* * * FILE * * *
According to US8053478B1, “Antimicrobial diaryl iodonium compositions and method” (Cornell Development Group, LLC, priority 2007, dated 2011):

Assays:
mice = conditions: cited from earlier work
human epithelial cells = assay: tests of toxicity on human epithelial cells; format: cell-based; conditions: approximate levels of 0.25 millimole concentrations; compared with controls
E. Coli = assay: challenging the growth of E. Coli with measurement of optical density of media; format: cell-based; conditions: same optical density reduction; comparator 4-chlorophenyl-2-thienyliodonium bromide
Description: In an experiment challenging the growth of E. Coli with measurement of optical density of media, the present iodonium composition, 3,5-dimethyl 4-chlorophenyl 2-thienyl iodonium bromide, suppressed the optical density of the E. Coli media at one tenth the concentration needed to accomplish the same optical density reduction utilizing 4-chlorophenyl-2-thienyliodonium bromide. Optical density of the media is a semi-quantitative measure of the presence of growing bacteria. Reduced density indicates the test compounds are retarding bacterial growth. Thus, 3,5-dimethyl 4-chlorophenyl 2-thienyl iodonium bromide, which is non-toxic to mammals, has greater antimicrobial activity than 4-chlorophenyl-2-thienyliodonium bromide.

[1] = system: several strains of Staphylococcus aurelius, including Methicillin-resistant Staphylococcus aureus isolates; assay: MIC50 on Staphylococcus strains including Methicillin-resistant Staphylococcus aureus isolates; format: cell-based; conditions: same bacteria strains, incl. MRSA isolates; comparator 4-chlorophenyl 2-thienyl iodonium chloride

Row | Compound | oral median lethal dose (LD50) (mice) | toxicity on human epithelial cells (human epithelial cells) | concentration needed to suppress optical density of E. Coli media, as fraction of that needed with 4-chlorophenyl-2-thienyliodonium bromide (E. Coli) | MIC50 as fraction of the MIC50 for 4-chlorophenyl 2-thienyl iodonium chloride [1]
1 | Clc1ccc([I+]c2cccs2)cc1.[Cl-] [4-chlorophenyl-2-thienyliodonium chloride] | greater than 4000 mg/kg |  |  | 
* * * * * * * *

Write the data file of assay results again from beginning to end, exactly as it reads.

According to US8053478B1, “Antimicrobial diaryl iodonium compositions and method” (Cornell Development Group, LLC, priority 2007, dated 2011):

Assays:
mice = conditions: cited from earlier work
human epithelial cells = assay: tests of toxicity on human epithelial cells; format: cell-based; conditions: approximate levels of 0.25 millimole concentrations; compared with controls
E. Coli = assay: challenging the growth of E. Coli with measurement of optical density of media; format: cell-based; conditions: same optical density reduction; comparator 4-chlorophenyl-2-thienyliodonium bromide
Description: In an experiment challenging the growth of E. Coli with measurement of optical density of media, the present iodonium composition, 3,5-dimethyl 4-chlorophenyl 2-thienyl iodonium bromide, suppressed the optical density of the E. Coli media at one tenth the concentration needed to accomplish the same optical density reduction utilizing 4-chlorophenyl-2-thienyliodonium bromide. Optical density of the media is a semi-quantitative measure of the presence of growing bacteria. Reduced density indicates the test compounds are retarding bacterial growth. Thus, 3,5-dimethyl 4-chlorophenyl 2-thienyl iodonium bromide, which is non-toxic to mammals, has greater antimicrobial activity than 4-chlorophenyl-2-thienyliodonium bromide.

[1] = system: several strains of Staphylococcus aurelius, including Methicillin-resistant Staphylococcus aureus isolates; assay: MIC50 on Staphylococcus strains including Methicillin-resistant Staphylococcus aureus isolates; format: cell-based; conditions: same bacteria strains, incl. MRSA isolates; comparator 4-chlorophenyl 2-thienyl iodonium chloride

Row | Compound | oral median lethal dose (LD50) (mice) | toxicity on human epithelial cells (human epithelial cells) | concentration needed to suppress optical density of E. Coli media, as fraction of that needed with 4-chlorophenyl-2-thienyliodonium bromide (E. Coli) | MIC50 as fraction of the MIC50 for 4-chlorophenyl 2-thienyl iodonium chloride [1]
1 | Clc1ccc([I+]c2cccs2)cc1.[Cl-] [4-chlorophenyl-2-thienyliodonium chloride] | greater than 4000 mg/kg |  |  | 